Video game voice actors went on strike on Oct. 19 and, this week, publishers have offered their own take on the requested changes in how the two entities traditionally do business. According to publishers, many of the requested changes have already been addressed.
This voice actor strike has been a long time coming, spurred on in more recent years by a situation involving Michael Andrew Hollick, the voice actor of Grand Theft Auto IV's Niko Bellic. In that case, the game went on to make a ridiculous amount of money while the pipes behind the lead role saw only their standard paycheck. That really got the ball rolling on a discussion of whether or not voice actors should receive pay on the back end of highly successful games, as well as matters of whether or not additional pay or contract language needed to be altered in relation to projects with a lot of motion capture or what some refer to as "stunt pay," basically using your voice in a way or through a period of time that could be damaging.
Two weeks ago, many of these topics were brought back into the limelight by a voice actor's strike. In response to their requested changes, though, publishers have established their own website related to the matter, offering their own take. Again, this is only one side of the argument, but hopefully both parties will be able to find some common ground soon.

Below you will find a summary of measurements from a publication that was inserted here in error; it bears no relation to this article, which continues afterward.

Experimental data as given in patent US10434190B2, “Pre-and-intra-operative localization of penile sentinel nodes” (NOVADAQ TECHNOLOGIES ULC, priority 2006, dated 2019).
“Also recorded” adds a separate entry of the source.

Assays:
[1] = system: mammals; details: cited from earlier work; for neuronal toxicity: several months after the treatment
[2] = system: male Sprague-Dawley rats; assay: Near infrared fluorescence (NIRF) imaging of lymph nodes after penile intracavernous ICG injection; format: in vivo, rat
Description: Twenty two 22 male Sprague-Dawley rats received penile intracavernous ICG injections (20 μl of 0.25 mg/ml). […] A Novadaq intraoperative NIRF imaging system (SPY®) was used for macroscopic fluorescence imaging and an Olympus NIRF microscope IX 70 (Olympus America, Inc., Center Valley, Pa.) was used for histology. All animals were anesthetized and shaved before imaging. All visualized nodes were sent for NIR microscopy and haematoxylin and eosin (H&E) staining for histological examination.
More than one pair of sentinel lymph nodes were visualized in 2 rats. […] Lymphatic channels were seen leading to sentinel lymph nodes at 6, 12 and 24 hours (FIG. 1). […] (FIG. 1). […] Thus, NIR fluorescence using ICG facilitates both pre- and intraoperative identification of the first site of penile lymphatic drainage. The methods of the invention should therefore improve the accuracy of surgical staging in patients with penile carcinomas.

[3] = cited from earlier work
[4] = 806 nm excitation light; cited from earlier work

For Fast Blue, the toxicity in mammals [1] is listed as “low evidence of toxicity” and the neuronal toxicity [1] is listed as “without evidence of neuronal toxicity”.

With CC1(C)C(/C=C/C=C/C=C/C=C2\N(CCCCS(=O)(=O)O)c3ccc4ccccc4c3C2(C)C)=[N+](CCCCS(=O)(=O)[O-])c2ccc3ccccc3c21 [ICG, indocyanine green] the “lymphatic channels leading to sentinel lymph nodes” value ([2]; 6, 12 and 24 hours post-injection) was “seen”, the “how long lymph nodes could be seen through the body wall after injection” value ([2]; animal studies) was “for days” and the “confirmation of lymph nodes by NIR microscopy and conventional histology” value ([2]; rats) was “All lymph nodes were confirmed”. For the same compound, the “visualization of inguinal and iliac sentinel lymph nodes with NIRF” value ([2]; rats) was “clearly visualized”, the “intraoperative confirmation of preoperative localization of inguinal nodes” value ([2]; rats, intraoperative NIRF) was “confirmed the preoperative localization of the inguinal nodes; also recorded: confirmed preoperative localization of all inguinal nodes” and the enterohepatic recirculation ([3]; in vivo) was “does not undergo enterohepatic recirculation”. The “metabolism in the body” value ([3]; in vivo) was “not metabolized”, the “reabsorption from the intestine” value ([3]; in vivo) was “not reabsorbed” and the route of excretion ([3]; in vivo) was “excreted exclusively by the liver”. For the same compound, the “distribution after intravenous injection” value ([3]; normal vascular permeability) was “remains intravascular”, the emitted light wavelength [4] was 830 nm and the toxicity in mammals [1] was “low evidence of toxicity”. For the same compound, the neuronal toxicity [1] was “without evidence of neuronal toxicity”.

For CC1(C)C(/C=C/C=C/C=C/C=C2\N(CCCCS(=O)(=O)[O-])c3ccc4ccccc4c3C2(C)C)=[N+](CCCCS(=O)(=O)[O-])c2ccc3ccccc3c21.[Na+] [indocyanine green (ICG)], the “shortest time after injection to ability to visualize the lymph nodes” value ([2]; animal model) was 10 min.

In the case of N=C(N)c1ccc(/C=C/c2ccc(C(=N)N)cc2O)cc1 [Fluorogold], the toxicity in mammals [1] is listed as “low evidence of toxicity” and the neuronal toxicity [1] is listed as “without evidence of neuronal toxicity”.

According to the Video Game Companies site, "this is a strike that did not have to happen." The statement goes on to claim that SAF-AFTRA, the union in question, did not communicate to its members what was already "on the table" when the strike began Oct. 19. In other words, the VGC group is claiming the union declined the most recent proposal and instead stepped away from negotiations.
According to the VGC, this is important because many of the requests that are part of the strike were already addressed in the latest proposal, which was allegedly ignored. In short, the most recent proposal was a nine percent wage increase from the get-go, rather than going up three percent for the next three years. The latest proposal also included first-time additional compensation for principal performers who work more than one session on a game, another request from the union. As Video Game Companies holds it, this latest offer is "so close to what SAF-AFTRA is demanding" that they feel members of the union would not have felt the strike was needed, were they aware of the latest offer.
If you'd like to take a look at the latest version of the proposal, you can find it right here. The document was sent out Oct. 18, apparently, one day before the strike commenced.
It's sometimes easy to forget that the video game business is, well, a business. While we're busy playing Call of Duty, Battlefield, Pokemon and Final Fantasy through the holiday season, we forget how many men and women are responsible for the games we're enjoying and that, in some cases, entire groups of employees or freelancers might not feel like they're being properly compensated for all that work.
Either way, we hope to see this whole thing settled amicably in the near future. We want what's fair for all parties involved and, until we have the full story from both sides, we'll just have to wait and see how this whole thing pans out.